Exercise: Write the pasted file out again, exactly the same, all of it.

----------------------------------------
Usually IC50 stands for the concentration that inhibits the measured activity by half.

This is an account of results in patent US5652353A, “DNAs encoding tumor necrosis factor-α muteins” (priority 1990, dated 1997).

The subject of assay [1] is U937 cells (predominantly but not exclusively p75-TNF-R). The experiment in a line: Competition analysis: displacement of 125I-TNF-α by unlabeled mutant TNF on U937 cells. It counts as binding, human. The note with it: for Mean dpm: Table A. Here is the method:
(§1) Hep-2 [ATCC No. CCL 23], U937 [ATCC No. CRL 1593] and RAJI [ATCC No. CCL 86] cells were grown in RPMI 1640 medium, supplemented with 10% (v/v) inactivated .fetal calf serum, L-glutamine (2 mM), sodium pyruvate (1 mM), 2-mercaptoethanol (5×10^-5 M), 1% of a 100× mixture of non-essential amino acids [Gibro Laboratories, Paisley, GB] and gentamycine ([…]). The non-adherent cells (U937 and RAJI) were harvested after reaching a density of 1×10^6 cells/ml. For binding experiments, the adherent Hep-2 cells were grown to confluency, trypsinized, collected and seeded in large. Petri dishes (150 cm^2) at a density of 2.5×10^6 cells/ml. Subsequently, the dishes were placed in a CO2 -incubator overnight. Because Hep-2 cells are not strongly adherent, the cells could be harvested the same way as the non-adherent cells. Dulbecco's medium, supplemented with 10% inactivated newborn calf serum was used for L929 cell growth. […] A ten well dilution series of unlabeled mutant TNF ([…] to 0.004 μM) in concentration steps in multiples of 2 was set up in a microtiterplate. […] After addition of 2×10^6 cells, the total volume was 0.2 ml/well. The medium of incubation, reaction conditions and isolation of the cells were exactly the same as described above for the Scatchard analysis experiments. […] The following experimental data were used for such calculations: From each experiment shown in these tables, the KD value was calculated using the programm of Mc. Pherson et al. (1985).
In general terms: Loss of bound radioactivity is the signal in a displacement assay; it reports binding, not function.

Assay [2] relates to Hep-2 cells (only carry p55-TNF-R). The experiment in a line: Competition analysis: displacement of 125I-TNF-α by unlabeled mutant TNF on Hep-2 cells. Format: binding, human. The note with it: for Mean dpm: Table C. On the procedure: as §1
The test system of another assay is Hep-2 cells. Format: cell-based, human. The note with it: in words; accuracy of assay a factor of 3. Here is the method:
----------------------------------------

Usually IC50 stands for the concentration that inhibits the measured activity by half.

This is an account of results in patent US5652353A, “DNAs encoding tumor necrosis factor-α muteins” (priority 1990, dated 1997).

The subject of assay [1] is U937 cells (predominantly but not exclusively p75-TNF-R). The experiment in a line: Competition analysis: displacement of 125I-TNF-α by unlabeled mutant TNF on U937 cells. It counts as binding, human. The note with it: for Mean dpm: Table A. Here is the method:
(§1) Hep-2 [ATCC No. CCL 23], U937 [ATCC No. CRL 1593] and RAJI [ATCC No. CCL 86] cells were grown in RPMI 1640 medium, supplemented with 10% (v/v) inactivated .fetal calf serum, L-glutamine (2 mM), sodium pyruvate (1 mM), 2-mercaptoethanol (5×10^-5 M), 1% of a 100× mixture of non-essential amino acids [Gibro Laboratories, Paisley, GB] and gentamycine ([…]). The non-adherent cells (U937 and RAJI) were harvested after reaching a density of 1×10^6 cells/ml. For binding experiments, the adherent Hep-2 cells were grown to confluency, trypsinized, collected and seeded in large. Petri dishes (150 cm^2) at a density of 2.5×10^6 cells/ml. Subsequently, the dishes were placed in a CO2 -incubator overnight. Because Hep-2 cells are not strongly adherent, the cells could be harvested the same way as the non-adherent cells. Dulbecco's medium, supplemented with 10% inactivated newborn calf serum was used for L929 cell growth. […] A ten well dilution series of unlabeled mutant TNF ([…] to 0.004 μM) in concentration steps in multiples of 2 was set up in a microtiterplate. […] After addition of 2×10^6 cells, the total volume was 0.2 ml/well. The medium of incubation, reaction conditions and isolation of the cells were exactly the same as described above for the Scatchard analysis experiments. […] The following experimental data were used for such calculations: From each experiment shown in these tables, the KD value was calculated using the programm of Mc. Pherson et al. (1985).
In general terms: Loss of bound radioactivity is the signal in a displacement assay; it reports binding, not function.

Assay [2] relates to Hep-2 cells (only carry p55-TNF-R). The experiment in a line: Competition analysis: displacement of 125I-TNF-α by unlabeled mutant TNF on Hep-2 cells. Format: binding, human. The note with it: for Mean dpm: Table C. On the procedure: as §1
The test system of another assay is Hep-2 cells. Format: cell-based, human. The note with it: in words; accuracy of assay a factor of 3. Here is the method: